|A well made piece of motorcycle documentary!|
This isn't some Harley-or-nuthin kind of biker exercise either, Norman throws his leg over everything from a Rolands Sands BMW R9T Special to a Zero electric bike, and that's just in the first episode! By the end of the season you've seen over a dozen machines from half a dozen different manufacturers. Norman obviously loves his bikes and he isn't particular about the flavour.
|He likes his customs, but you'll also find him riding|
everything from state of the art Ducatis to 1950s
BMWs, often in the same episode.
The production values are excellent. With aerial establishing shots and a wide variety of atmospheric images used throughout the ride, it doesn't feel like you're following a map so much as actually being where the ride is (much like you would on a bike). Norman himself has directed film and published a book of photography, and he's frequently stopping to take photos of his own or bragging on the nice little SLR he's using. A camera geek after my own heart!
In stark contrast to the hard man he plays in Walking Dead, Norman has an easy going Californian vibe that makes him both approachable and a joy to watch. When a woman at Deal's Gap says he looks like Darryl from Walking Dead he shoots right back, "yep, that's me!" with a big smile on his face.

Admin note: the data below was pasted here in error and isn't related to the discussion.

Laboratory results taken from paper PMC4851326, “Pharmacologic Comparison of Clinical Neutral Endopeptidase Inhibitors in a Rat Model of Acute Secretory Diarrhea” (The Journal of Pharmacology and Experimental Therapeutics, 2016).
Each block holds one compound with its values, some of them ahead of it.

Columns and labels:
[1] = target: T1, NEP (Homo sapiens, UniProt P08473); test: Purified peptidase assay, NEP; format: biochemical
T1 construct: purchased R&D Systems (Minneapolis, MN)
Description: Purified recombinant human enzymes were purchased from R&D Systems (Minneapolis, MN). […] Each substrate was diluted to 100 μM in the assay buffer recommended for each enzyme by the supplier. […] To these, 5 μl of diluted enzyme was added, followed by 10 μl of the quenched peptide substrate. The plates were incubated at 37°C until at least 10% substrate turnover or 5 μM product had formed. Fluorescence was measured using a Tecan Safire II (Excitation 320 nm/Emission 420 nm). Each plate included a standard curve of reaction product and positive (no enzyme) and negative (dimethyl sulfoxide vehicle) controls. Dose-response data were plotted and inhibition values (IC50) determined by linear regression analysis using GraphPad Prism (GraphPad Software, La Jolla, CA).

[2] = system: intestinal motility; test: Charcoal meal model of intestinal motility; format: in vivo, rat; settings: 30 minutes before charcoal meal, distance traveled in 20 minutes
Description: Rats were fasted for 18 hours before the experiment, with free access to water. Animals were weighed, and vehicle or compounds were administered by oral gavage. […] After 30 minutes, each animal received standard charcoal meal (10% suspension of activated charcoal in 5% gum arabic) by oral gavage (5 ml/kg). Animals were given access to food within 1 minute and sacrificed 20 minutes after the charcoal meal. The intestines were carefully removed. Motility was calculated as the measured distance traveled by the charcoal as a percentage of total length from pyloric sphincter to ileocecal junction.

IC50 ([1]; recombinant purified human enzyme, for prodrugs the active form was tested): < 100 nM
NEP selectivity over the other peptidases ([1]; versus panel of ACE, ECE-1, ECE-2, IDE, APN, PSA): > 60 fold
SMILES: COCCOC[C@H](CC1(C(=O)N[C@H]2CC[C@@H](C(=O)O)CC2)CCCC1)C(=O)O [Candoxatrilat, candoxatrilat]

This show is going to get a lot of people interested in trying out motorcycling. I hope to goodness AMC is already planning for another season (though calling five episodes a season is a bit much). This show can't cost that much to produce and it has a ready and expanding audience. Ducati and Triumph should both get a nod for obviously ponying up new bikes for use in this, but it was money well spent. The others should be lining up to provide bikes for the next round. A surprise riding partner or two (Valentino Rossi?) would be most excellent. Having Vale show Norman around Tavullia would be epic.
In case it isn't clear, I'd highly recommend this if you enjoy travel documentaries. If you're into motorcycles at all you'll love it. Norman in Europe? Norman in Japan? With so many motorcycle subcultures to explore, this could easily become a world wide phenomenon.